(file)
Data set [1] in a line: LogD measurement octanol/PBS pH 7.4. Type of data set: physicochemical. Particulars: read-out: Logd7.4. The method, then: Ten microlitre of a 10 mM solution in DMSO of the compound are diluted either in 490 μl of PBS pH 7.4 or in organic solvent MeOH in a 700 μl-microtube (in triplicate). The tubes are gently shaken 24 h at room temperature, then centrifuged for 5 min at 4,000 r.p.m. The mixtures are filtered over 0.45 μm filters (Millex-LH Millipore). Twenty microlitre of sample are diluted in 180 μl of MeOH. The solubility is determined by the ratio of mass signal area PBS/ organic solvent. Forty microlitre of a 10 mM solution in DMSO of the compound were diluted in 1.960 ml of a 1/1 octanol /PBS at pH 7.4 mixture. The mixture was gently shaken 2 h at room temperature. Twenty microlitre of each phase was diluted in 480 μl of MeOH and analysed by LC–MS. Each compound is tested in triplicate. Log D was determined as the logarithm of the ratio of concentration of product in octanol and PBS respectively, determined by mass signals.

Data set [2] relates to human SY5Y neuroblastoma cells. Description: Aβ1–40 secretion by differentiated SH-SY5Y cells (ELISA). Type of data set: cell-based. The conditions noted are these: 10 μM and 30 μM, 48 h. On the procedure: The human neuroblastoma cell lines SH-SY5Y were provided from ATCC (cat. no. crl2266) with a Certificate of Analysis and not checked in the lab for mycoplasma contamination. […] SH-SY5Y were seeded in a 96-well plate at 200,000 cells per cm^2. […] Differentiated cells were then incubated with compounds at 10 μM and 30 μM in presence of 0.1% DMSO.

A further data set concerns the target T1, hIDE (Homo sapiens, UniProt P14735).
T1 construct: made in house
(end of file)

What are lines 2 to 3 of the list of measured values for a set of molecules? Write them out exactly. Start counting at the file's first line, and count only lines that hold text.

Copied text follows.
Data set [2] relates to human SY5Y neuroblastoma cells. Description: Aβ1–40 secretion by differentiated SH-SY5Y cells (ELISA). Type of data set: cell-based. The conditions noted are these: 10 μM and 30 μM, 48 h. On the procedure: The human neuroblastoma cell lines SH-SY5Y were provided from ATCC (cat. no. crl2266) with a Certificate of Analysis and not checked in the lab for mycoplasma contamination. […] SH-SY5Y were seeded in a 96-well plate at 200,000 cells per cm^2. […] Differentiated cells were then incubated with compounds at 10 μM and 30 μM in presence of 0.1% DMSO.

A further data set concerns the target T1, hIDE (Homo sapiens, UniProt P14735).